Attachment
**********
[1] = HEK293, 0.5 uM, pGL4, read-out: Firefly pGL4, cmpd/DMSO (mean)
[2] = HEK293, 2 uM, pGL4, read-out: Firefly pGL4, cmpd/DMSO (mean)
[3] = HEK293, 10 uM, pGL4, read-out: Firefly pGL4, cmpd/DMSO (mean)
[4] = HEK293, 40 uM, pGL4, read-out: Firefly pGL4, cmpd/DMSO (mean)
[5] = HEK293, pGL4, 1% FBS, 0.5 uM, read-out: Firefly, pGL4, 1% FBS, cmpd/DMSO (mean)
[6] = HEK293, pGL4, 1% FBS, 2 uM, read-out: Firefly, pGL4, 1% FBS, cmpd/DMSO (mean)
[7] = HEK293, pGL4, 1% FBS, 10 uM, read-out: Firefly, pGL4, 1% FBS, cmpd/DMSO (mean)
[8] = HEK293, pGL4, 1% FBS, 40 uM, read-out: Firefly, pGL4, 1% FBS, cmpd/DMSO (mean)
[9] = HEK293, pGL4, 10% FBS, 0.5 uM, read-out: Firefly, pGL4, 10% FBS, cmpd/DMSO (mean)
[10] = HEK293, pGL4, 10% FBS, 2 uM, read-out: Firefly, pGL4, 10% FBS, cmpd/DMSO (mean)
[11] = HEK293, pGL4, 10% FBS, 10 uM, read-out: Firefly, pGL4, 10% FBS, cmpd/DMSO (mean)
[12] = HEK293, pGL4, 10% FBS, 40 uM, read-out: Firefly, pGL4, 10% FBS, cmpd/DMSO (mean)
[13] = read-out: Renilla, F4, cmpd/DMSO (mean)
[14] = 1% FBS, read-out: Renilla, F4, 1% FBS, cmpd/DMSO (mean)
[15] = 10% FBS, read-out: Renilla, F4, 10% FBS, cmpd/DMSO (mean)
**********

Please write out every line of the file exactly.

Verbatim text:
[1] = HEK293, 0.5 uM, pGL4, read-out: Firefly pGL4, cmpd/DMSO (mean)
[2] = HEK293, 2 uM, pGL4, read-out: Firefly pGL4, cmpd/DMSO (mean)
[3] = HEK293, 10 uM, pGL4, read-out: Firefly pGL4, cmpd/DMSO (mean)
[4] = HEK293, 40 uM, pGL4, read-out: Firefly pGL4, cmpd/DMSO (mean)
[5] = HEK293, pGL4, 1% FBS, 0.5 uM, read-out: Firefly, pGL4, 1% FBS, cmpd/DMSO (mean)
[6] = HEK293, pGL4, 1% FBS, 2 uM, read-out: Firefly, pGL4, 1% FBS, cmpd/DMSO (mean)
[7] = HEK293, pGL4, 1% FBS, 10 uM, read-out: Firefly, pGL4, 1% FBS, cmpd/DMSO (mean)
[8] = HEK293, pGL4, 1% FBS, 40 uM, read-out: Firefly, pGL4, 1% FBS, cmpd/DMSO (mean)
[9] = HEK293, pGL4, 10% FBS, 0.5 uM, read-out: Firefly, pGL4, 10% FBS, cmpd/DMSO (mean)
[10] = HEK293, pGL4, 10% FBS, 2 uM, read-out: Firefly, pGL4, 10% FBS, cmpd/DMSO (mean)
[11] = HEK293, pGL4, 10% FBS, 10 uM, read-out: Firefly, pGL4, 10% FBS, cmpd/DMSO (mean)
[12] = HEK293, pGL4, 10% FBS, 40 uM, read-out: Firefly, pGL4, 10% FBS, cmpd/DMSO (mean)
[13] = read-out: Renilla, F4, cmpd/DMSO (mean)
[14] = 1% FBS, read-out: Renilla, F4, 1% FBS, cmpd/DMSO (mean)
[15] = 10% FBS, read-out: Renilla, F4, 10% FBS, cmpd/DMSO (mean)